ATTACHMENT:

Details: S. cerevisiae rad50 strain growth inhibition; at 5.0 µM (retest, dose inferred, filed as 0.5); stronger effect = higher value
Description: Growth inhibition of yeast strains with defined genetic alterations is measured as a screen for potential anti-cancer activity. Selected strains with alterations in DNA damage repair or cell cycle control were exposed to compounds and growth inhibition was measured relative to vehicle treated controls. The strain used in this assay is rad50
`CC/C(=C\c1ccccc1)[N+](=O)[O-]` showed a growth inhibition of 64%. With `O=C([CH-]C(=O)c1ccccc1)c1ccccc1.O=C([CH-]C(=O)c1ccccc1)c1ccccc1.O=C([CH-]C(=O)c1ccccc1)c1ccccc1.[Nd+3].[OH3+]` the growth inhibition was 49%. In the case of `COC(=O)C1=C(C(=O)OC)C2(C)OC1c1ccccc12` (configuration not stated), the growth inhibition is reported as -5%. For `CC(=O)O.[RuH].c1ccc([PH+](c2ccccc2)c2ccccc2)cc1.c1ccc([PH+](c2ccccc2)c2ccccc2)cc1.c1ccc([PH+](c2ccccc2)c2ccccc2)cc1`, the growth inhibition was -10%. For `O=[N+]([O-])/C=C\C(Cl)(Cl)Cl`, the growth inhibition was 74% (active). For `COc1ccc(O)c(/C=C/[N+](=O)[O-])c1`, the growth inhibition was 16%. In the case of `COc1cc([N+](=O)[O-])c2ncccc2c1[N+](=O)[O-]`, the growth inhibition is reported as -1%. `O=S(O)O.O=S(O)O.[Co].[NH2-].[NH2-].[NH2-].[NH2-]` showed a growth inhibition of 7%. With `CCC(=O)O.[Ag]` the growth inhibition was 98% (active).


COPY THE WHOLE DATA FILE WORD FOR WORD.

Details: S. cerevisiae rad50 strain growth inhibition; at 5.0 µM (retest, dose inferred, filed as 0.5); stronger effect = higher value
Description: Growth inhibition of yeast strains with defined genetic alterations is measured as a screen for potential anti-cancer activity. Selected strains with alterations in DNA damage repair or cell cycle control were exposed to compounds and growth inhibition was measured relative to vehicle treated controls. The strain used in this assay is rad50
`CC/C(=C\c1ccccc1)[N+](=O)[O-]` showed a growth inhibition of 64%. With `O=C([CH-]C(=O)c1ccccc1)c1ccccc1.O=C([CH-]C(=O)c1ccccc1)c1ccccc1.O=C([CH-]C(=O)c1ccccc1)c1ccccc1.[Nd+3].[OH3+]` the growth inhibition was 49%. In the case of `COC(=O)C1=C(C(=O)OC)C2(C)OC1c1ccccc12` (configuration not stated), the growth inhibition is reported as -5%. For `CC(=O)O.[RuH].c1ccc([PH+](c2ccccc2)c2ccccc2)cc1.c1ccc([PH+](c2ccccc2)c2ccccc2)cc1.c1ccc([PH+](c2ccccc2)c2ccccc2)cc1`, the growth inhibition was -10%. For `O=[N+]([O-])/C=C\C(Cl)(Cl)Cl`, the growth inhibition was 74% (active). For `COc1ccc(O)c(/C=C/[N+](=O)[O-])c1`, the growth inhibition was 16%. In the case of `COc1cc([N+](=O)[O-])c2ncccc2c1[N+](=O)[O-]`, the growth inhibition is reported as -1%. `O=S(O)O.O=S(O)O.[Co].[NH2-].[NH2-].[NH2-].[NH2-]` showed a growth inhibition of 7%. With `CCC(=O)O.[Ag]` the growth inhibition was 98% (active).